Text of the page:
Synonyms: seborrhoeic eczema
Seborrhoeic dermatitis (SD) is a common, benign skin condition which usually involves the face or scalp, though it may affect other areas. It produces a scaling rash. It can affect any age from puberty onwards. An infantile form also exists (see below).
Seborrhoeic dermatitis is probably an inflammatory reaction to a yeast called Malassezia (formerly known as Pityrosporum ovale). This yeast may be a normal skin commensal. Patients with seborrhoeic dermatitis may have a reduced resistance to the yeast.
Symptoms may be aggravated by illness, psychological stress, fatigue, change of season, poor immune function (eg HIV) and certain medications.
Pityriasis capitis ie "dandruff", is an uninflamed form of seborrhoeic dermatitis of the scalp.
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- Face and scalp:
- SD presents as inflamed areas with fine scaling. This affected areas are the nasolabial fold, over the bridge of the nose, eyelashes/eyebrows and ear.
- Usually there is an associated fine scaling in the scalp to produce the "dandruff" (fine flaking seen in scalp and hair).
- On the scalp, there may be ill-defined dry pink patches with yellowish or white bran-like scale. It may affect the entire scalp.
- Other areas:
- Sternum and upper back (between the scapulae) - may have fine scaling plaques.
- Flexures (axillae, groins and under breasts) - may have erythematous patches, papules or plaques.
- The distribution of SD is usually characteristic. Fine scaling ('dandruff') helps confirm the diagnosis.
- Psoriasis may look similar or may overlap with SD (see below).
- Rosacea on the face is not scaly, spares the nasolabial fold, and consists of papules and pustules on an erythematous base situated on cheeks, chin, tip of nose and forehead.
The basis of treatment is regular antifungal medication with intermittent topical steroids.
- Medicated shampoos containing ketoconazole, selenium sulfide, zinc pyrithione, coal tar or salicylic acid. An antifungal agent is particularly useful. They are used twice a week for at least a month, after which the frequency may be reduced.
- Steroid scalp applications reduce itching. Intermittent use for a few consecutive days may be helpful (avoid continuous use).
- For scaling, coal tar cream can be applied to the scaling areas, left on for several hours and then removed by shampooing.
Face, ears, chest and back
- Keep the skin clean but avoid soap.
- Ketoconazole or another antifungal cream may be used once daily for 2 to 4 weeks. This can be repeated as necessary.
- 1% Hydrocortisone cream can be applied once or twice daily for a week or two. Again, intermittent courses may be required for this chronic condition (and continuous use or high doses should be avoided).
More severe SD may merit:
- Oral antifungal medication - azoles (eg ketoconazole or itraconazole) or others e.g terbinafine.
- Ultraviolet light treatment.
Other possible treatments are:
- Azelaic acid (eg 15% gel), which has various useful properties - antifungal, antikeratinizing, and anti-inflammatory activity.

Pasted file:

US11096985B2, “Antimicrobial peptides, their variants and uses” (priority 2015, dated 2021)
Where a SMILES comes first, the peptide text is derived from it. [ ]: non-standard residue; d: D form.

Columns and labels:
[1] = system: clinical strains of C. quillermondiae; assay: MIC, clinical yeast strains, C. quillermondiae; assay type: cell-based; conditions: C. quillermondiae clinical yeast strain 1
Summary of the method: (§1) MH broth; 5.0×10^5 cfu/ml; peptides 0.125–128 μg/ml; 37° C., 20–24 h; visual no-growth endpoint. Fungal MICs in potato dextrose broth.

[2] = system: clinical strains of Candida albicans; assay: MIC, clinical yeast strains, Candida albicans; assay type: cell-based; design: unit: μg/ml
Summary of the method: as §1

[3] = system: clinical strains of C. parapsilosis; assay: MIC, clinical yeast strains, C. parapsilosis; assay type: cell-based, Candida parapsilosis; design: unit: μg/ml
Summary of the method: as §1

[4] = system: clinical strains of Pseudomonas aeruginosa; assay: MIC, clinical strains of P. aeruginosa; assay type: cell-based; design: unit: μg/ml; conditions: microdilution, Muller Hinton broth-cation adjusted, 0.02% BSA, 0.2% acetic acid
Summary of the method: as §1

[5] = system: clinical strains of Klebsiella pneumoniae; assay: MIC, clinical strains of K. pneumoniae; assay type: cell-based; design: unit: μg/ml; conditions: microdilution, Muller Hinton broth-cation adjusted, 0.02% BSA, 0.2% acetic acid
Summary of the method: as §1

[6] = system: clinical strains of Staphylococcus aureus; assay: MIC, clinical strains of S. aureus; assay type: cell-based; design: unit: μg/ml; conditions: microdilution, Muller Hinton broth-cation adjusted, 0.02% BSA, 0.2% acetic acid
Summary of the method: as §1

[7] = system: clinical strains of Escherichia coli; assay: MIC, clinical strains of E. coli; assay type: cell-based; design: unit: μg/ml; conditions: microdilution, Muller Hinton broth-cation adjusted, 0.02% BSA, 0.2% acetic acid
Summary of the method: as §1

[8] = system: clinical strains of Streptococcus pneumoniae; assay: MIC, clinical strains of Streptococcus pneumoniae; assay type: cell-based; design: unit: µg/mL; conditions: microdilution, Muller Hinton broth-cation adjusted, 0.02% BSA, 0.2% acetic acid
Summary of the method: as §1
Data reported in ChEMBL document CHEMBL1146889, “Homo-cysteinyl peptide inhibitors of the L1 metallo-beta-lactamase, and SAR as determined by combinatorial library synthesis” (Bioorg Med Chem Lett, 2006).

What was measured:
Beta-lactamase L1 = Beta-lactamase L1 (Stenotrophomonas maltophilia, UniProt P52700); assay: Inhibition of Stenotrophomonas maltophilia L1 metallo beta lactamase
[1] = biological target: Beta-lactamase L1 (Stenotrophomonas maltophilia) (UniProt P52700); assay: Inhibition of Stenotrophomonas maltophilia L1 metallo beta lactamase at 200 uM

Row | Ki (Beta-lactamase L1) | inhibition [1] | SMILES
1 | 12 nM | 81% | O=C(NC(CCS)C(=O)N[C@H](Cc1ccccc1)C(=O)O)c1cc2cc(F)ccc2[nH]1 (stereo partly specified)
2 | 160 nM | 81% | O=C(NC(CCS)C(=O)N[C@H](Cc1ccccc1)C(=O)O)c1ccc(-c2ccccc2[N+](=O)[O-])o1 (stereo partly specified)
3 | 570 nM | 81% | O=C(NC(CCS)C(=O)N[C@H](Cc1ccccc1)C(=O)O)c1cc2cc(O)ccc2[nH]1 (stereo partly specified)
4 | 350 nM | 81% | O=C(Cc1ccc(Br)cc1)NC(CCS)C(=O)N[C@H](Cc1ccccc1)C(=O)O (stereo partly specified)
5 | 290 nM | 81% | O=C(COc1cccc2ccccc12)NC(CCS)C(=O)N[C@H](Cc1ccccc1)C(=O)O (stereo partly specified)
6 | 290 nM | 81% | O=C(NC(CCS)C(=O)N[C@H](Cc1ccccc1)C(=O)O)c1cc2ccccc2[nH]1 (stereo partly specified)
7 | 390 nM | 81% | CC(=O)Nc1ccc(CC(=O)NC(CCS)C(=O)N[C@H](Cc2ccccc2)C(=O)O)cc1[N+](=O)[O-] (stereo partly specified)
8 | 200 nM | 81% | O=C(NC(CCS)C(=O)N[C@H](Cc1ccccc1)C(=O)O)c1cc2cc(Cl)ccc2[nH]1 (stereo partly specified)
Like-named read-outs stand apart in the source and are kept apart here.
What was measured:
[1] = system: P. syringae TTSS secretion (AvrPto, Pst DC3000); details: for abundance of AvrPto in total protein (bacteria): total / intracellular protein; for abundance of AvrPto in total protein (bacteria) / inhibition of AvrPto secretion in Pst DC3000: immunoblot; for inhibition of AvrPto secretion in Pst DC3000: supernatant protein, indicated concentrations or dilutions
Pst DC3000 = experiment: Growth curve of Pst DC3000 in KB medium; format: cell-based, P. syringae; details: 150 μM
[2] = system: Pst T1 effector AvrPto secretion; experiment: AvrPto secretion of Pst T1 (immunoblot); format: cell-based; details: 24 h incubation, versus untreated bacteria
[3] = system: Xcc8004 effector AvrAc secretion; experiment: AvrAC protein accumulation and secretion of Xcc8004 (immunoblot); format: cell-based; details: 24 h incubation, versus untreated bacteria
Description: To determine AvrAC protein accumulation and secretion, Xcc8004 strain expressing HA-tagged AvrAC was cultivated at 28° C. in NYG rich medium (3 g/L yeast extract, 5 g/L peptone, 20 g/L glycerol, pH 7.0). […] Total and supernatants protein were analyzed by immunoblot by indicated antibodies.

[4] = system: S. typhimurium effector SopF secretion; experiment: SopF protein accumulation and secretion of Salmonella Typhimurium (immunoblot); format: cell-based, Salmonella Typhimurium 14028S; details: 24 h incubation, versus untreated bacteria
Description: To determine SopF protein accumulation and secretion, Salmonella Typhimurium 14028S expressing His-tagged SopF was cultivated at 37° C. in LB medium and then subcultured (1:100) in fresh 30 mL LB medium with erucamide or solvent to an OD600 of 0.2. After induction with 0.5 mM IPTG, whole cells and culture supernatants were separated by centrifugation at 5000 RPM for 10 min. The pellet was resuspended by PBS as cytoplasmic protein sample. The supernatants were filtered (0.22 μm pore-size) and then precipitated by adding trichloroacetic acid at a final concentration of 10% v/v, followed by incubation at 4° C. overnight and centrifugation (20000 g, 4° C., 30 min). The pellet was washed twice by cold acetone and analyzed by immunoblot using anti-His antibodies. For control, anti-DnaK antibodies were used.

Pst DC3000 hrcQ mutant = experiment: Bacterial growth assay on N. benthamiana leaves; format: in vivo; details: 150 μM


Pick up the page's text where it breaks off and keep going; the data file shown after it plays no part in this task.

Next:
- Natural substances such as tea tree oil (Melaleuca oil), honey, and cinnamic acid have antifungal activity against Malassezia species and could be beneficial for SD.
- New formulations of topical ketoconazole, eg gel or foam preparations.
- Metronidazole gel.
- Immunomodulators eg topical tacrolimus or pimecrolimus.
- Secondary bacterial infection can occur.
- Severe SD or generalised seborrheic erythroderma are rare - they may occur with immunosuppression (including HIV) or cardiac failure.
The condition usually responds well to treatment. It often relapses, so maintenance or intermittent treatment may be required.
Other types of SD
Infantile seborrheic dermatitis
- Affects babies up to the age of six months.
- 'Cradle cap' is the usual symptom (flaky, greasy-looking scalp).
- May also affect skin creases - axillae, groin or resembling napkin dermatitis.
- In severe cases, patches may appear on the face, trunk and limbs. These are salmon-pink, flaky and not itchy.
- Usually no treatment needed, or simple emollients.
- Hydrocortisone cream and/or topical ketoconazole may be used.
- Usually resolves by the age of one year.
In some cases, SD may resemble psoriasis and this 'overlap condition' may be diagnosed.
Further reading & references
- Naldi L, Rebora A; Clinical practice. Seborrheic dermatitis. N Engl J Med. 2009 Jan 22;360(4):387-96.
- Bergbrant IM; Seborrhoeic dermatitis and Pityrosporum yeasts. Curr Top Med Mycol. 1995;6:95-112.
- Faergemann J; Pityrosporum yeasts--what's new? Mycoses. 1997;40 Suppl 1:29-32.
- Selden S, Seborrheic Dermatitis, Medscape, Jul 2010
- Seborrhoeic dermatitis, DermNet NZ, March 2011
- Seborrhoeic Dermatitis, Dermatology Information System
- Faergemann J; Management of seborrheic dermatitis and pityriasis versicolor. Am J Clin Dermatol. 2000 Mar-Apr;1(2):75-80.
- Gupta AK, Nicol K, Batra R; Role of antifungal agents in the treatment of seborrheic dermatitis. Am J Clin Dermatol. 2004;5(6):417-22.
- Bikowski J; Facial seborrheic dermatitis: a report on current status and therapeutic horizons. J Drugs Dermatol. 2009 Feb;8(2):125-33.
- Scheinfeld N; Ketoconazole: a review of a workhorse antifungal molecule with a focus on new foam and gel formulations. Drugs Today (Barc). 2008 May;44(5):369-80.
- Seckin D, Gurbuz O, Akin O; Metronidazole 0.75% gel vs. ketoconazole 2% cream in the treatment of facial seborrheic dermatitis: a randomized, double-blind study. J Eur Acad Dermatol Venereol. 2007 Mar;21(3):345-50.
|Original Author: Dr Naomi Hartree||Current Version: Dr Naomi Hartree|
|Last Checked: 12/06/2009||Document ID: 4041 Version: 21||© EMIS|
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